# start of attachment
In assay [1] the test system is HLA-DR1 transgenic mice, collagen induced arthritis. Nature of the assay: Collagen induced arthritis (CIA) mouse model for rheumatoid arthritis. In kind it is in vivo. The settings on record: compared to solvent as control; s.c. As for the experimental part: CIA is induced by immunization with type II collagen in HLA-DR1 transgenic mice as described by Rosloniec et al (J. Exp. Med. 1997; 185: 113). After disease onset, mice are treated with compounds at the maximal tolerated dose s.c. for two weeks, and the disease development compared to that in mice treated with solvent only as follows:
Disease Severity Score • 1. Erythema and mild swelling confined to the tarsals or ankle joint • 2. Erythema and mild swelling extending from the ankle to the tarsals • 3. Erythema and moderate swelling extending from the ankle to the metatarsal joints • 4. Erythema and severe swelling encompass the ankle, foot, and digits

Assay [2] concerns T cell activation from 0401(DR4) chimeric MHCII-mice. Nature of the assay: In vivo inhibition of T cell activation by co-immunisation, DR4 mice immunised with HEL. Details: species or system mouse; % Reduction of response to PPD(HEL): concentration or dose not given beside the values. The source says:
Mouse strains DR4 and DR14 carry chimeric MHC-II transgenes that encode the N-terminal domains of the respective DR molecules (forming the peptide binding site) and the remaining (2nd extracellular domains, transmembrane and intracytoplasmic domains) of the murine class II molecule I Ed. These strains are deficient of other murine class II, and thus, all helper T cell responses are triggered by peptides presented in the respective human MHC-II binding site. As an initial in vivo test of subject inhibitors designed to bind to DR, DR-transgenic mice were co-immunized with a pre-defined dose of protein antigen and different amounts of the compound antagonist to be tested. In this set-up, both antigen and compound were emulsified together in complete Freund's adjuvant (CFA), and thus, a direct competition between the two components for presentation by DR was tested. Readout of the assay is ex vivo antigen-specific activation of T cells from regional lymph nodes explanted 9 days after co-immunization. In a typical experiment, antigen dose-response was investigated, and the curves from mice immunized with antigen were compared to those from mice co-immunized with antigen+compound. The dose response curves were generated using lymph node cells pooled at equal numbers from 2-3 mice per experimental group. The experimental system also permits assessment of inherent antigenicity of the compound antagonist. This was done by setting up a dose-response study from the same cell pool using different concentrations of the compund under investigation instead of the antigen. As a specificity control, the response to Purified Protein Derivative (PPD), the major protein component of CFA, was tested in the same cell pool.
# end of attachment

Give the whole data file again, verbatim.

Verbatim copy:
In assay [1] the test system is HLA-DR1 transgenic mice, collagen induced arthritis. Nature of the assay: Collagen induced arthritis (CIA) mouse model for rheumatoid arthritis. In kind it is in vivo. The settings on record: compared to solvent as control; s.c. As for the experimental part: CIA is induced by immunization with type II collagen in HLA-DR1 transgenic mice as described by Rosloniec et al (J. Exp. Med. 1997; 185: 113). After disease onset, mice are treated with compounds at the maximal tolerated dose s.c. for two weeks, and the disease development compared to that in mice treated with solvent only as follows:
Disease Severity Score • 1. Erythema and mild swelling confined to the tarsals or ankle joint • 2. Erythema and mild swelling extending from the ankle to the tarsals • 3. Erythema and moderate swelling extending from the ankle to the metatarsal joints • 4. Erythema and severe swelling encompass the ankle, foot, and digits

Assay [2] concerns T cell activation from 0401(DR4) chimeric MHCII-mice. Nature of the assay: In vivo inhibition of T cell activation by co-immunisation, DR4 mice immunised with HEL. Details: species or system mouse; % Reduction of response to PPD(HEL): concentration or dose not given beside the values. The source says:
Mouse strains DR4 and DR14 carry chimeric MHC-II transgenes that encode the N-terminal domains of the respective DR molecules (forming the peptide binding site) and the remaining (2nd extracellular domains, transmembrane and intracytoplasmic domains) of the murine class II molecule I Ed. These strains are deficient of other murine class II, and thus, all helper T cell responses are triggered by peptides presented in the respective human MHC-II binding site. As an initial in vivo test of subject inhibitors designed to bind to DR, DR-transgenic mice were co-immunized with a pre-defined dose of protein antigen and different amounts of the compound antagonist to be tested. In this set-up, both antigen and compound were emulsified together in complete Freund's adjuvant (CFA), and thus, a direct competition between the two components for presentation by DR was tested. Readout of the assay is ex vivo antigen-specific activation of T cells from regional lymph nodes explanted 9 days after co-immunization. In a typical experiment, antigen dose-response was investigated, and the curves from mice immunized with antigen were compared to those from mice co-immunized with antigen+compound. The dose response curves were generated using lymph node cells pooled at equal numbers from 2-3 mice per experimental group. The experimental system also permits assessment of inherent antigenicity of the compound antagonist. This was done by setting up a dose-response study from the same cell pool using different concentrations of the compund under investigation instead of the antigen. As a specificity control, the response to Purified Protein Derivative (PPD), the major protein component of CFA, was tested in the same cell pool.